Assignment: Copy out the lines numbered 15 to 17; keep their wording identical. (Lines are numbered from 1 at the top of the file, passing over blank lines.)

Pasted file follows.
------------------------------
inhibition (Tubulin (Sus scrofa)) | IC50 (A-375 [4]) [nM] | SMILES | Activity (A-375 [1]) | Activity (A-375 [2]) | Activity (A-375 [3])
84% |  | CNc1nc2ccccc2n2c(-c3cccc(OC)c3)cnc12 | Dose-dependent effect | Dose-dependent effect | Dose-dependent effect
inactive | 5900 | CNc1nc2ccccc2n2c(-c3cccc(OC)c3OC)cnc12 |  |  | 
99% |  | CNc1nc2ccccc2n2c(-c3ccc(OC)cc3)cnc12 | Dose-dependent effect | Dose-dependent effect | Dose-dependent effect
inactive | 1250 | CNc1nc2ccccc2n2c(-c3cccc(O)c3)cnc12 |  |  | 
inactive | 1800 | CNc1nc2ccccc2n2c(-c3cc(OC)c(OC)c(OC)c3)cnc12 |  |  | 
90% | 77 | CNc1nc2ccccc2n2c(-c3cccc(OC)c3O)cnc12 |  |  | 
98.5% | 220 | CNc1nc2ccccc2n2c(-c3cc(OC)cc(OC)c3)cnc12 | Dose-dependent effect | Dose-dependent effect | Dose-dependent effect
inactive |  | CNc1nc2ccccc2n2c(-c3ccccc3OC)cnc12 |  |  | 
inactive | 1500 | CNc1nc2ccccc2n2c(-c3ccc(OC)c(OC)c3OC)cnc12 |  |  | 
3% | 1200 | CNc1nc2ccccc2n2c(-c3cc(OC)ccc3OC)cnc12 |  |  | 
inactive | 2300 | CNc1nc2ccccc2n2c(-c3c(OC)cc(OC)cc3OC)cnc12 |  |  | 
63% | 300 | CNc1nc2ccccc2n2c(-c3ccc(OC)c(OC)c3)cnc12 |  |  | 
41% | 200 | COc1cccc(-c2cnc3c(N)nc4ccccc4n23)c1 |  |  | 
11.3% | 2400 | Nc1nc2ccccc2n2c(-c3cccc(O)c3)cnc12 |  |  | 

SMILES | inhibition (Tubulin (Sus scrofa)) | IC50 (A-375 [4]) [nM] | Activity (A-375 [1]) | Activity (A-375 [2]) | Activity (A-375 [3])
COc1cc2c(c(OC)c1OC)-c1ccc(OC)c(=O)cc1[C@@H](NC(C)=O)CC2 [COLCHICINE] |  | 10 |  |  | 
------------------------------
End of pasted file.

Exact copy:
11.3% | 2400 | Nc1nc2ccccc2n2c(-c3cccc(O)c3)cnc12 |  |  | 

SMILES | inhibition (Tubulin (Sus scrofa)) | IC50 (A-375 [4]) [nM] | Activity (A-375 [1]) | Activity (A-375 [2]) | Activity (A-375 [3])
COc1cc2c(c(OC)c1OC)-c1ccc(OC)c(=O)cc1[C@@H](NC(C)=O)CC2 [COLCHICINE] |  | 10 |  |  | 